Have You Been Targeted by Predatory Credit Card Lenders?

Posted on September 7, 2016 at 12:00pm by

Have you been targeted by predatory credit card lenders?The financial website NerdWallet recently published an interesting article on how predatory credit card lenders are tricking borrowers into a cycle of debt. If you have experienced a dip in your credit score, chances are, you have received letters in the mail from these lenders. These letters may promise one-time offers or other urgent messages to get you to sign up. In reality, credit cards sent by mail are generally predatory and a bad choice for consumers.

How Predatory Credit Card Lenders Trap Borrowers in Debt

NerdWallet suggests 48 million Americans with credit scores of 600 or below (considered subprime) are targeted by these lenders in the following ways.

Higher interest rates: Subprime borrowers are seen as risky to lenders, and this risk is compensated by using high interest rates to recover losses in case of default. Borrowers end up paying more each year in interest.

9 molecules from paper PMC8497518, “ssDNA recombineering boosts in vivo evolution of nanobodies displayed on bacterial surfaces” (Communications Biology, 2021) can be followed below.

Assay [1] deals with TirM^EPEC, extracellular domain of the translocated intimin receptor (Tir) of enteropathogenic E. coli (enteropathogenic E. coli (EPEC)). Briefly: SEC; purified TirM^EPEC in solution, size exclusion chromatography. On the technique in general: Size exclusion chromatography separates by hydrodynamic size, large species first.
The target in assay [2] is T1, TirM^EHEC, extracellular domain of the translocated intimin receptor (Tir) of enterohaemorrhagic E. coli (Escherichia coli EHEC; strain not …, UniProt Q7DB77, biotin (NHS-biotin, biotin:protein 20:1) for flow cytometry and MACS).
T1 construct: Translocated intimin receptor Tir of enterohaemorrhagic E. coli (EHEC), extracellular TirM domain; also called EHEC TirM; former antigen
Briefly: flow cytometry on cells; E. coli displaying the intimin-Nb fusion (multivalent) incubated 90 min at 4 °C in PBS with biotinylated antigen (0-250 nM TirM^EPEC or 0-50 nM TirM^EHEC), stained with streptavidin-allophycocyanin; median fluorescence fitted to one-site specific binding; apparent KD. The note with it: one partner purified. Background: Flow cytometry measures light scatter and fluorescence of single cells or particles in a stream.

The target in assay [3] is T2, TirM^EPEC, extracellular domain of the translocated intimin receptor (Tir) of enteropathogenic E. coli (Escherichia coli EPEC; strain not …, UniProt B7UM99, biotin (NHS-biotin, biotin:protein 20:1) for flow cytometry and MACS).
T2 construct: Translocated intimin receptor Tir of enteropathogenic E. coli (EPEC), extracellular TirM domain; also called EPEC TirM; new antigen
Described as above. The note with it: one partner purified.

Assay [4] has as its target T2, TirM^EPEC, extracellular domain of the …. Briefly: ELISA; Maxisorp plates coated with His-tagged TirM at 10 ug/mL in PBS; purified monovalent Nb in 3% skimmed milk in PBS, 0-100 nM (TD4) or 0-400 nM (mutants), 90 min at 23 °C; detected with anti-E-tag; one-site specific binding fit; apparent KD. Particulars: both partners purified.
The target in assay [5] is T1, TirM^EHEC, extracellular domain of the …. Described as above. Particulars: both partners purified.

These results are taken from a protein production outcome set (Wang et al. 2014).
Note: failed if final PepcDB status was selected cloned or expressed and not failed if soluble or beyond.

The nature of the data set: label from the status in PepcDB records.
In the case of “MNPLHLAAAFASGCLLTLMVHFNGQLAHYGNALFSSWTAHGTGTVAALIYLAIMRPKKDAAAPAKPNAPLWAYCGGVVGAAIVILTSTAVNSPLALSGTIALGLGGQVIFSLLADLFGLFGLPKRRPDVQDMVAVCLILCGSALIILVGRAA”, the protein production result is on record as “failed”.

Targeting people without a college education: Subprime credit card lenders target people who lack a college education in the hopes potential borrowers will be unable to understand their contracts.

Complicated contracts: Contracts for subprime credit cards are written at a college reading level and are 70 percent longer than non-subprime credit card agreements.

More fees: These cards have steeper late fees, annual fees and credit limit increase fees. NerdWallet claims borrowers using subprime credit cards pay an additional $400 in fees compared to other less risky cards.

There Are Better Ways to Improve Your Credit Score

There are better ways to rebuild your credit than using a subprime credit card. If you must have a credit card, some lenders offer secured credit cards that require a deposit. These cards usually lack high interest rates and excessive fees because they use an initial deposit to offset the risk of default.

To be honest, you do not even need a credit card to rebuild your score. Sometimes taking a step away from debt is the best answer to financial problems. Holding a job, making timely payments on bills and showing a consistent record of good financial choices can also help rebuild credit scores.

The Kansas City bankruptcy attorneys at The Sader Law Firm have a proven record of helping people facing difficult financial problems.



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